Again, it wouldn’t matter if the results raised eyebrows because on a DRE machine, no accurate recount is possible.
Using the computer’s clock, the malicious code could include a “cron” function – a time-based scheduler built into the operating system – that would activate the script just before voting began. That means the aforementioned technician’s test would not have discovered it. When the polls close, that same cron job could automatically delete the malicious code.
Computers are really good at doing this stuff, and no serious programmer would find it difficult to write this sort of code.
Where’s the proof?
Did this actually happen? Proof, one way or the other, does indeed exist. It is on the hard drives of the suspect DRE machines. A forensic examination of at least some of those disk drives would reveal the truth or falsity of the claim.
Despite what Republican “investigators” led us to believe in the Great Bogus Hillary Clinton E-Mail Server Scandal, files can never really be “wiped,” erased or eradicated from a computer disk drive – even if the disk is reformatted and repeatedly written over. The “erasing” process actually involves only changing a file bit in an effort to make it unreadable by the computer.
Forensic software – think of it as an “undo” key on steroids – can peel back the erasure attempts, the reformat efforts and the obfuscatory overwrites until the original contents are revealed.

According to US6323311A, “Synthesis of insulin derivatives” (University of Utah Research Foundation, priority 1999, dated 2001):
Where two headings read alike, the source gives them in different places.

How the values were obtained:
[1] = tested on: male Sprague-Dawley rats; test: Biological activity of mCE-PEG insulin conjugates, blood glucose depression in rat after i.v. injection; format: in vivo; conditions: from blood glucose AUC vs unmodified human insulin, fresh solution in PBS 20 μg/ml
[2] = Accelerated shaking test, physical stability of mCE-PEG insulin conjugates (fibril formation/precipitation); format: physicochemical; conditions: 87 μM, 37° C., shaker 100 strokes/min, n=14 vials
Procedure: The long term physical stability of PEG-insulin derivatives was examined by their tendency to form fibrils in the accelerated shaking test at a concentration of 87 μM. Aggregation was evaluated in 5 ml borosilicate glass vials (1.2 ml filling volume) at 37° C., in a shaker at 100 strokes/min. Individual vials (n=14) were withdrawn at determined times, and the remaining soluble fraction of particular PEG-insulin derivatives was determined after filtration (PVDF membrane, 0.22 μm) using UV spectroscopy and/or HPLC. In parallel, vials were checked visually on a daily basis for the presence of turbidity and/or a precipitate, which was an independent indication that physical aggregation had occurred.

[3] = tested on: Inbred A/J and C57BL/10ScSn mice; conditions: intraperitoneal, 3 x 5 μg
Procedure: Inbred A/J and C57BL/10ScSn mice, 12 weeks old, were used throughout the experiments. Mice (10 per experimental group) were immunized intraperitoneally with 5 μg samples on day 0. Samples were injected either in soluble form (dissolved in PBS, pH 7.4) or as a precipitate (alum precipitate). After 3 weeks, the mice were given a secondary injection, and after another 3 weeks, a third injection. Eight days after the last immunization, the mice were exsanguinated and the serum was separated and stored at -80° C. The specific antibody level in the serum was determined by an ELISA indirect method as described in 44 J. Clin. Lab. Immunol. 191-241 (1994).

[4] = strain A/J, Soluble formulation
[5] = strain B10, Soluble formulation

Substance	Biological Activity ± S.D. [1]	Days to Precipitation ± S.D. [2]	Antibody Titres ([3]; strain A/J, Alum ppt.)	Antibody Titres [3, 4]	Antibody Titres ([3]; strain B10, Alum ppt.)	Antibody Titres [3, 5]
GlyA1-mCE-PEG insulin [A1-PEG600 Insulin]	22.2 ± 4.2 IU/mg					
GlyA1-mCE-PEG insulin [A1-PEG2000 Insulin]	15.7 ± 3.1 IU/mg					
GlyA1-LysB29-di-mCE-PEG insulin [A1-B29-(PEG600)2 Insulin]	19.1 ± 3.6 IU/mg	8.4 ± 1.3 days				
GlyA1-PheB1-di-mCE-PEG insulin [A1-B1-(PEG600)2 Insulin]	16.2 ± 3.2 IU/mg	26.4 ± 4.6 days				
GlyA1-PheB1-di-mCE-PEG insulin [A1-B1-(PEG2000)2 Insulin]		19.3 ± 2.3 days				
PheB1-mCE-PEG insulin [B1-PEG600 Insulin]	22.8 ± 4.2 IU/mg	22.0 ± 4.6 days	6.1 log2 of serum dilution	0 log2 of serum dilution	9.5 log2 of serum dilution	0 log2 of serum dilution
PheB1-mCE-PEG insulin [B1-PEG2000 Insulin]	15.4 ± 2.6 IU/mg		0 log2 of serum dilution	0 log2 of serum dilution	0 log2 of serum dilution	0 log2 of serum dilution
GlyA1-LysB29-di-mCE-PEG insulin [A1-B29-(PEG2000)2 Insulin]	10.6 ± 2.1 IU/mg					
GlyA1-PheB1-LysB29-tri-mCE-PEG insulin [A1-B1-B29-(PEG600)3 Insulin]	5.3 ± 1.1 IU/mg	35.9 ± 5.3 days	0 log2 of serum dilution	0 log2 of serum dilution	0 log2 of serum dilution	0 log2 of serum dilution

There is no way to truly obliterate a file on a computer disk drive, short of physically destroying the disk itself.
Far from farfetched
The stealthy infection of secure computers that are not connected to the Internet is nothing new. In fact it is a staple of the ongoing, and all but invisible, international cyber cold war that has been raging for years.
Arguably the most famous example of sabotage to an off-the-Internet system is the so-called “Stuxnet” intrusion. Stuxnet is the name of a software worm that nearly brought down Iran’s uranium enrichment operation. Stuxnet was introduced to the Iranian computers via a compromised USB flash drive and went undetected for at least a year.
Whether Election 2016 was really sabotaged by hackers is no longer the main point.
No greater loss
Those who benefited from the sabotage, the “winners,” have no interest in examining the intrusion, lest the probe cast doubt on the authenticity of their victory. So we may never know for sure if the Electoral College system was actually gamed.
Unless and until a credible investigation proves otherwise, Americans can never fully trust their election system. Leaving this issue carelessly unexamined makes a mockery of all that America has stood for.
That lingering and possibly well-placed doubt will lead to even less participation in elections and a strengthening of the incipient fascist state. The American republic of our forefathers – the America we have always known and loved – will have been lost, perhaps forever.
Michael W. Dominowski is the editor of Not For Hire Media.